World leaders meet for 'last best chance' COP26 climate talks in Glasgow

By Eliza Mackintosh, Angela Dewan, Aditi Sangal, Meg Wagner, Melissa Macaya and Melissa Mahtani, CNN

Updated 5:24 p.m. ET, November 1, 2021
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4:10 p.m. ET, November 1, 2021

Queen recalls late Prince Philip's commitment to environmental issues in COP26 message

From CNN's Lindsay Isaac

Attendees watch a video message from Britain's Queen Elizabeth II during an evening reception to mark the opening day of COP26 in Glasgow, Scotland, on November 1.
Attendees watch a video message from Britain's Queen Elizabeth II during an evening reception to mark the opening day of COP26 in Glasgow, Scotland, on November 1. (Alberto Pezzali/Pool/AFP/Getty Images)

Queen Elizabeth welcomed world leaders to the COP26 summit with a video message at a reception on Monday. 

Glasgow, the Queen said, was “once a heartland of the industrial revolution, but now a place to address climate change.” 

Recalling her late husband the Duke of Edinburgh’s commitment to the “impact of the environment on human progress,” which was a “subject close to the heart of my dear late husband.” Philip, the Queen said, told an academic gathering in 1969, “If the world pollution situation is not critical at the moment, it is as certain as anything can be, that the situation will become increasingly intolerable within a very short time … If we fail to cope with this challenge, all the other problems will pale into insignificance.”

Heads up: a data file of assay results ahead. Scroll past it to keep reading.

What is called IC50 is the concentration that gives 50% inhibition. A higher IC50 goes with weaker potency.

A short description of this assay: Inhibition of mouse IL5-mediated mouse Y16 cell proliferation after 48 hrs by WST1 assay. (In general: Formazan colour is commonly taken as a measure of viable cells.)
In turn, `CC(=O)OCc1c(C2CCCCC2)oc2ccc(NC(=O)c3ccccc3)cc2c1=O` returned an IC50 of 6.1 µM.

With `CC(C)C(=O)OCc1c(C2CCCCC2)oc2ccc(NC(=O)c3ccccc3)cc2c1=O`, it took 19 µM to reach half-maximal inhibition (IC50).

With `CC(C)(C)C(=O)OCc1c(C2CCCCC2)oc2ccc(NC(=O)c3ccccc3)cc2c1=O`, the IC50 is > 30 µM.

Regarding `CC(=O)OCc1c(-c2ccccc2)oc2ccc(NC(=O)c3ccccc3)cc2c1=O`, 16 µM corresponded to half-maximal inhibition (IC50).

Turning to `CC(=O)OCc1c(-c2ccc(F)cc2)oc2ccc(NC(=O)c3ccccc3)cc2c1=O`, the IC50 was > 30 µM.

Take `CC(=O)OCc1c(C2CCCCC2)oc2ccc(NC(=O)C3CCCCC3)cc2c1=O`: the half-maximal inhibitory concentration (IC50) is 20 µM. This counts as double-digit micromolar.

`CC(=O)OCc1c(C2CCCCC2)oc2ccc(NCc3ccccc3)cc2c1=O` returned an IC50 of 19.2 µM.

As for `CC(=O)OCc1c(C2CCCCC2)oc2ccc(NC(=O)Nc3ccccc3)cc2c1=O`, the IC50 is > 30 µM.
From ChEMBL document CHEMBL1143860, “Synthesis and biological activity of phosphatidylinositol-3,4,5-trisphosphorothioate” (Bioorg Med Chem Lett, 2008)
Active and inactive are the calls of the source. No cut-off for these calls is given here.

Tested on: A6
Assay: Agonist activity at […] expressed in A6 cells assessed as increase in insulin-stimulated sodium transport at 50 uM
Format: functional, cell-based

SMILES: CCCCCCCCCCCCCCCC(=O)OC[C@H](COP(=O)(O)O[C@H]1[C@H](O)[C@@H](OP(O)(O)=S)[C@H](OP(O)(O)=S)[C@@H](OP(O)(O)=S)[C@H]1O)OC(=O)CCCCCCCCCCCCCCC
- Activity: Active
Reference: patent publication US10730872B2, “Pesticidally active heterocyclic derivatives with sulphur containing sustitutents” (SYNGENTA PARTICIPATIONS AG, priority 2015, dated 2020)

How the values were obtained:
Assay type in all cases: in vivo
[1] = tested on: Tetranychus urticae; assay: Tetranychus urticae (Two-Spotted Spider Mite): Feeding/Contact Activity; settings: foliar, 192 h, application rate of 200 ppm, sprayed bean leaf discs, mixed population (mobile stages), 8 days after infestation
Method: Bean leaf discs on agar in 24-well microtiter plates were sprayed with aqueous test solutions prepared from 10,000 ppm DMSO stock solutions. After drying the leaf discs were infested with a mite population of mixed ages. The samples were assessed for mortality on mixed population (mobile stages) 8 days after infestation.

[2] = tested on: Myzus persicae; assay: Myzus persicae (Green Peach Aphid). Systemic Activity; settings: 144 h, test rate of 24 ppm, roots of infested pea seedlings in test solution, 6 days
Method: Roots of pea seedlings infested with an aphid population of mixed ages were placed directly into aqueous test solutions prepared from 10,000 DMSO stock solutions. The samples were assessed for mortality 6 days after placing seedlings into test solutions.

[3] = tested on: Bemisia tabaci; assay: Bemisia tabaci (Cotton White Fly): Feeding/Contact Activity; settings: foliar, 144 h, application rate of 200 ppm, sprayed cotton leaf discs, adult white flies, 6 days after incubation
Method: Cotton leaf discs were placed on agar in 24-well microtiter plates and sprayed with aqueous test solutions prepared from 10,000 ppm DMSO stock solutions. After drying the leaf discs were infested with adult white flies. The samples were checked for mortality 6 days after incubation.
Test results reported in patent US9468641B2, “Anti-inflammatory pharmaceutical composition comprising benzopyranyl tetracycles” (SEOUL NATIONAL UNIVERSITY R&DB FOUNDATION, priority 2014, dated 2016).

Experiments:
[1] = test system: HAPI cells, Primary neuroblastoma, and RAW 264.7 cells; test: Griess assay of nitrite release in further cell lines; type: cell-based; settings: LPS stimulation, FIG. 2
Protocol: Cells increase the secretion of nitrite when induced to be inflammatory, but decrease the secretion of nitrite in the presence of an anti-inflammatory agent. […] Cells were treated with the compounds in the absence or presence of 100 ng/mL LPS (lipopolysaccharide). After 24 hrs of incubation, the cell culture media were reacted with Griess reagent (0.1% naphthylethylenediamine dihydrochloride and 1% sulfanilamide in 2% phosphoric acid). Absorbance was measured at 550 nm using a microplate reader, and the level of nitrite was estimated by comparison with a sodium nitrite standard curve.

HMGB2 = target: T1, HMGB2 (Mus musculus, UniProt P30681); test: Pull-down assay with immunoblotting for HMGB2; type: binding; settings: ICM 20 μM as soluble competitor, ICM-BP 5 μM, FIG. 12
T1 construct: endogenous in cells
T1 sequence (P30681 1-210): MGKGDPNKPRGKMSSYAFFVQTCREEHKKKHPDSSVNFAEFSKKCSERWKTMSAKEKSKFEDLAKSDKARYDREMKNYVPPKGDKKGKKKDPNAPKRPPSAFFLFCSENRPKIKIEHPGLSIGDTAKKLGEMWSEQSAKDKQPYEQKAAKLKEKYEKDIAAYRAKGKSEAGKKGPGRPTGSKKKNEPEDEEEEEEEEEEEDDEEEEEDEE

The Queen paid tribute to the work of Philip which she said “Iives on through the work of our eldest son Charles and his eldest son William. I could not be more proud of them.”

“Indeed, I have drawn great comfort and inspiration from the relentless enthusiasm of people of all ages – especially the young – in calling for everyone to play their part.
In the coming days, the world has the chance to join in the shared objective of creating a safer, stabler future for our people and for the planet on which we depend.
None of us underestimates the challenges ahead: but history has shown that when nations come together in common cause, there is always room for hope. Working side by side, we have the ability to solve the most insurmountable problems and to triumph over the greatest of adversities.
For more than seventy years, I have been lucky to meet and to know many of the world’s great leaders. And I have perhaps come to understand a little about what made them special.
It has sometimes been observed that what leaders do for their people today is government and politics. But what they do for the people of tomorrow — that is statesmanship.